What is apparent, Mr Kalyegira said “President Museveni is not exactly in his 40s and his government is no longer cohesive, So, I think they might be forced to learn from history, especially the Arab spring and quietly negotiate a transition that removes him without Uganda moving into chaos. You also need to separate Museveni and his family from the ruling party, essentially what happened in Zimbabwe.”

He added: “If anybody is going to help the US and its allies decide that it is [Gen] Muhoozi and his tweets; I mean if you are  a person in Washington or elsewhere, and the President’s son, who wants to be president, tweets/says things that way; reveals his own family secrets, antagonises neighbours especially Kenya, etc.  Sure, Museveni has his weaknesses, but one poses to wonder if such is the post-Museveni era that the country needs.”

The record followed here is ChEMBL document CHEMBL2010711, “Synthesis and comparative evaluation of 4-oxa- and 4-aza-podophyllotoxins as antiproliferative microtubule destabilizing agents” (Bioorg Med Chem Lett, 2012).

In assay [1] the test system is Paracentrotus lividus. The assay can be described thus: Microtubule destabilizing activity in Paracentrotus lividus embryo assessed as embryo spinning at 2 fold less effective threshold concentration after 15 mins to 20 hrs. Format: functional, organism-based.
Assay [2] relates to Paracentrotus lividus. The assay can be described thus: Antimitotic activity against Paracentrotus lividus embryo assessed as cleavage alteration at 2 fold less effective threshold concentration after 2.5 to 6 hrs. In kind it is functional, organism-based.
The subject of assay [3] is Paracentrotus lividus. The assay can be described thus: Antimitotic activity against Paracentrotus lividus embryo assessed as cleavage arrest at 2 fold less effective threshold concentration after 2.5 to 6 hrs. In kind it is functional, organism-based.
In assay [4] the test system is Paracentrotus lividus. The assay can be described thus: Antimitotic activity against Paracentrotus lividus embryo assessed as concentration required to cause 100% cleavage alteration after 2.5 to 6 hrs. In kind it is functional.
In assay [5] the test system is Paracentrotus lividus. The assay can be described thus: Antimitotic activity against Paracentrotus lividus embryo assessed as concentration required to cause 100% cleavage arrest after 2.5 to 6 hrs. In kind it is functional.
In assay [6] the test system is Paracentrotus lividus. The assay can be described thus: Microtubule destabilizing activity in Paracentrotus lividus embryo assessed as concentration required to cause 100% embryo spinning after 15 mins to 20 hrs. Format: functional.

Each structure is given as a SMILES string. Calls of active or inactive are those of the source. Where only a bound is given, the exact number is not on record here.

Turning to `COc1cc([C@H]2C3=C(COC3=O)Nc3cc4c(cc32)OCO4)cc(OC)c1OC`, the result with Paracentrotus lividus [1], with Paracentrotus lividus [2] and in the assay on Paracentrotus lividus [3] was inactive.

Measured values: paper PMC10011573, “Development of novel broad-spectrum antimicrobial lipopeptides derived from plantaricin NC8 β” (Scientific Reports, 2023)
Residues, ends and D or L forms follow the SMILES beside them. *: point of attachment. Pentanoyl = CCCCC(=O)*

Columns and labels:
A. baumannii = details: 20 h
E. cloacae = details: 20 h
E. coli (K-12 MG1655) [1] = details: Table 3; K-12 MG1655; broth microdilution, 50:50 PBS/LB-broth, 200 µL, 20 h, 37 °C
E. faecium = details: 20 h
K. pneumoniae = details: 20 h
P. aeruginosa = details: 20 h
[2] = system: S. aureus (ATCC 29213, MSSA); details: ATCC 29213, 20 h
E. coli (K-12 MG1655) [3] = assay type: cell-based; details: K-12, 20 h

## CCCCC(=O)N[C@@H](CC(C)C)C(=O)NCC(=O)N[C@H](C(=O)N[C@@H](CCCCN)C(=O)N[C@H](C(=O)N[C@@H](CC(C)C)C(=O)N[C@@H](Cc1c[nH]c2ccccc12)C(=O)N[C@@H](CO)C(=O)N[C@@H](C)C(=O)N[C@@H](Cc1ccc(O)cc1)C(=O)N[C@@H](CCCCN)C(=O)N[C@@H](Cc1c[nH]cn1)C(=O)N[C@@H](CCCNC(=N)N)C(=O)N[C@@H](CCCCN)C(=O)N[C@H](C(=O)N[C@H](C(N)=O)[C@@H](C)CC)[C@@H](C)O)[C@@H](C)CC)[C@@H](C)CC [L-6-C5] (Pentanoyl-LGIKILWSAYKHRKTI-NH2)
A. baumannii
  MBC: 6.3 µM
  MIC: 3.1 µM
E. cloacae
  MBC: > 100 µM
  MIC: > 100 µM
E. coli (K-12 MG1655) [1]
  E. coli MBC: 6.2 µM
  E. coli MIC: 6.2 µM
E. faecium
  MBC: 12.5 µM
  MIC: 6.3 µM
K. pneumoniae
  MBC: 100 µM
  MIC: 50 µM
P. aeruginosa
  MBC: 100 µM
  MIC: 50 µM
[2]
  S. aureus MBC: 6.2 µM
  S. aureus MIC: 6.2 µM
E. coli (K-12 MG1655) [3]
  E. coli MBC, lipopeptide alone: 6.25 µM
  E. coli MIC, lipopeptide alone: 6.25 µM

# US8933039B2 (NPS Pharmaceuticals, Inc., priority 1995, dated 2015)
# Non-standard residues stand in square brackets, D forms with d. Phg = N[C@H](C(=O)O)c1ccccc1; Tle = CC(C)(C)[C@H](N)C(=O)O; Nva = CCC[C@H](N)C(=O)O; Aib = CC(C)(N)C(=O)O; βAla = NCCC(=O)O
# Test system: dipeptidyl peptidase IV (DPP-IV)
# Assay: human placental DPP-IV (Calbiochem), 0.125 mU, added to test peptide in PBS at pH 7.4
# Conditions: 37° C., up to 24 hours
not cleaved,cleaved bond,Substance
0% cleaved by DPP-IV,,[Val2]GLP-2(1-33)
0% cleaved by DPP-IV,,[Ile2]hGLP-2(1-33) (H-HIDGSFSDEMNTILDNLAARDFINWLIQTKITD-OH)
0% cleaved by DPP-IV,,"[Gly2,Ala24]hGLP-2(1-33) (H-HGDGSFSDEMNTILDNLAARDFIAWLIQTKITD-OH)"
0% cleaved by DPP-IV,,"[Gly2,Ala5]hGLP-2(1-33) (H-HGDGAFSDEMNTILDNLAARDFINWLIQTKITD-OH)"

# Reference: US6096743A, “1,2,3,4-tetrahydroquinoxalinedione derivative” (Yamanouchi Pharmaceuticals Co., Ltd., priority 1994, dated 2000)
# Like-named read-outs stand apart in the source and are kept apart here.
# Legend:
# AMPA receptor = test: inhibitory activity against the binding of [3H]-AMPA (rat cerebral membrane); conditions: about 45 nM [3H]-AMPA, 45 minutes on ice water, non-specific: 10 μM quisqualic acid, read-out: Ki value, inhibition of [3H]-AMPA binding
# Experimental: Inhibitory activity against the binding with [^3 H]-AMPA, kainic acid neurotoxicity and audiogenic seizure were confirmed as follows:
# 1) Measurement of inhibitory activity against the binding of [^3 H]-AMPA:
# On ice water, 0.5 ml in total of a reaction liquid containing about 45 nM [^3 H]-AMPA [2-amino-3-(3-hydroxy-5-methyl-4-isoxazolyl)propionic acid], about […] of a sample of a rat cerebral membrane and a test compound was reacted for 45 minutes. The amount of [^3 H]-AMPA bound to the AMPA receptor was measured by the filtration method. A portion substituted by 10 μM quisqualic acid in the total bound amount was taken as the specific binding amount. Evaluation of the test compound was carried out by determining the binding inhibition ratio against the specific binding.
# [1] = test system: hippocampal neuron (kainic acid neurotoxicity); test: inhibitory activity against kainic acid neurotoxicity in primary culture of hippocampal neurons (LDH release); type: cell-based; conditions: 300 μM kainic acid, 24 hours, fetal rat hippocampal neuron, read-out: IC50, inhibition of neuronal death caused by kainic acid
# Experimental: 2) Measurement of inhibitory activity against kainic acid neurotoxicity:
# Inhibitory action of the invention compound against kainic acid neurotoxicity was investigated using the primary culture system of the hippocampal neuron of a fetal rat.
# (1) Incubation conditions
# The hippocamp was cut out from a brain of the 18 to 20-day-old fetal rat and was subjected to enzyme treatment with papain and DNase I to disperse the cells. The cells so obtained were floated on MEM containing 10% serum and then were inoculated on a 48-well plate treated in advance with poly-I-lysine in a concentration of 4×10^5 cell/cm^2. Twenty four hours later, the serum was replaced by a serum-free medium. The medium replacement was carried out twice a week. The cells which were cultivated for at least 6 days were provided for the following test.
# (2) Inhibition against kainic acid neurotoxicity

US funding

The United States gives Uganda nearly $1 billion dollars each year, mainly for health and security support.  In return, Uganda does security leg work in the region, more significantly fighting al-Shabaab in Somalia, and playing its diplomatic power favourably at international fora.

US diplomats often opine that donor support is meant to improve the well-being of Ugandan citizens.

However, the report notes that: “As long as Uganda’s military interventions are seen to contribute to regional peace and security, international attention is diverted from the domestic sphere and donors apply less pressure in regard to constitutional and democratic backsliding, even though Uganda’s regionalised militarism serves the regime rather than the region.”

To Uganda’s credit, Mr Kalyegira said UPDF has played a “commendable positive role” in pacifying Somalia and South Sudan.

“As many believe, the NRM has managed to live for this long either largely as a result of the overt support of the United States in training our troops, but I think it is a painful contradiction for them that some of the people trained are involved in human rights violation, which is why they can afford to turn a blind eye,” he says.